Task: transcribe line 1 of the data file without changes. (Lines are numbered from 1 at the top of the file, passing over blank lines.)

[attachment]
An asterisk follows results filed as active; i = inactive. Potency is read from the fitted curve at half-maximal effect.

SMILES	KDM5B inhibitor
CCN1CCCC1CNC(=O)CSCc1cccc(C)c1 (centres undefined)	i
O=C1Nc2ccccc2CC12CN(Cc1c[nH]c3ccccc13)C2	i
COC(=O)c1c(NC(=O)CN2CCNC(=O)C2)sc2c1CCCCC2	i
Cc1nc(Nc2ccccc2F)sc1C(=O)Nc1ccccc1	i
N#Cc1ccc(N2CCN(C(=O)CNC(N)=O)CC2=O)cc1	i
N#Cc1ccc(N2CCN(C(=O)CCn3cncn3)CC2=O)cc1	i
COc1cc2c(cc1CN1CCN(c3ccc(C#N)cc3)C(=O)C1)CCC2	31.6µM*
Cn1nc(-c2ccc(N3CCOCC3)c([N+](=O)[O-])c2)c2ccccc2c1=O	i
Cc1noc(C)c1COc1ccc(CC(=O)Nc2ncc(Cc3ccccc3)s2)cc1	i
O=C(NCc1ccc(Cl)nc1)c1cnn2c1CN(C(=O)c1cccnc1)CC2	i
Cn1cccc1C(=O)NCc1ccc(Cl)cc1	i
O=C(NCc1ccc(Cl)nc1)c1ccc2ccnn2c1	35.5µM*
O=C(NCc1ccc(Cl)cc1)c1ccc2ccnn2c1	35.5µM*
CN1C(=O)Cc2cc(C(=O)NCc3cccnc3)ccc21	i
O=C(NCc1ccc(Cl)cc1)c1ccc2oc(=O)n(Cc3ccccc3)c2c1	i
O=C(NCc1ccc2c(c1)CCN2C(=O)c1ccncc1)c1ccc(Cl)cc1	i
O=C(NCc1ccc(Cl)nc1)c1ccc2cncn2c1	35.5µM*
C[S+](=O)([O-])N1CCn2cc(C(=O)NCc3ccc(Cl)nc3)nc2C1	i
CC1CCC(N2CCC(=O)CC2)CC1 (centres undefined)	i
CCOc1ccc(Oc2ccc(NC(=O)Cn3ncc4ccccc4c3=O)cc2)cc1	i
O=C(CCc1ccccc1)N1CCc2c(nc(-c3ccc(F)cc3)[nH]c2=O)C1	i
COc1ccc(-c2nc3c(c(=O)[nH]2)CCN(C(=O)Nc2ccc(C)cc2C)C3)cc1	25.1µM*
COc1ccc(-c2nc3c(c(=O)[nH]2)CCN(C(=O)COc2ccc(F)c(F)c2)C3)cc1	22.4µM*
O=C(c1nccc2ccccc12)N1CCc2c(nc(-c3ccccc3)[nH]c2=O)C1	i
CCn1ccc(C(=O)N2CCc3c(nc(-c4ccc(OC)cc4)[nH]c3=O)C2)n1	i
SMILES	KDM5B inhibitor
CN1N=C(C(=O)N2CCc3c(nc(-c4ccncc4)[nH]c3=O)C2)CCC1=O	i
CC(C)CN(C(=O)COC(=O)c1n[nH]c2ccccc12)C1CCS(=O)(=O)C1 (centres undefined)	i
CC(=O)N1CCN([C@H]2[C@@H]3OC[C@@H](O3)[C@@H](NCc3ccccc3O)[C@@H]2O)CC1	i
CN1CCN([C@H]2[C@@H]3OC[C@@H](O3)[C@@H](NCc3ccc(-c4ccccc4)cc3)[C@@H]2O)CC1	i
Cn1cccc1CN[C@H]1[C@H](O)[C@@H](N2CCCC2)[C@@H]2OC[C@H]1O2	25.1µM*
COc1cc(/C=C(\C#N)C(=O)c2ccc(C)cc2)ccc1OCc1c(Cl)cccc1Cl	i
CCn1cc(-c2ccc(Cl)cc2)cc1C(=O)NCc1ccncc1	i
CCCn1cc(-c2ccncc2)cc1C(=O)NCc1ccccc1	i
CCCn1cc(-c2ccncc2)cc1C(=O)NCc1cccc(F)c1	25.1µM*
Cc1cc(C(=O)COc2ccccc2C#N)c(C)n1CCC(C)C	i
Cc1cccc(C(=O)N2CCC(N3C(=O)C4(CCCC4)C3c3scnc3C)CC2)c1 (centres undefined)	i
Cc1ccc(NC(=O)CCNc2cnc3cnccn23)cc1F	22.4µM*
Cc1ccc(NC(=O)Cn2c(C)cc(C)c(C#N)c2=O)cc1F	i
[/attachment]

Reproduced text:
An asterisk follows results filed as active; i = inactive. Potency is read from the fitted curve at half-maximal effect.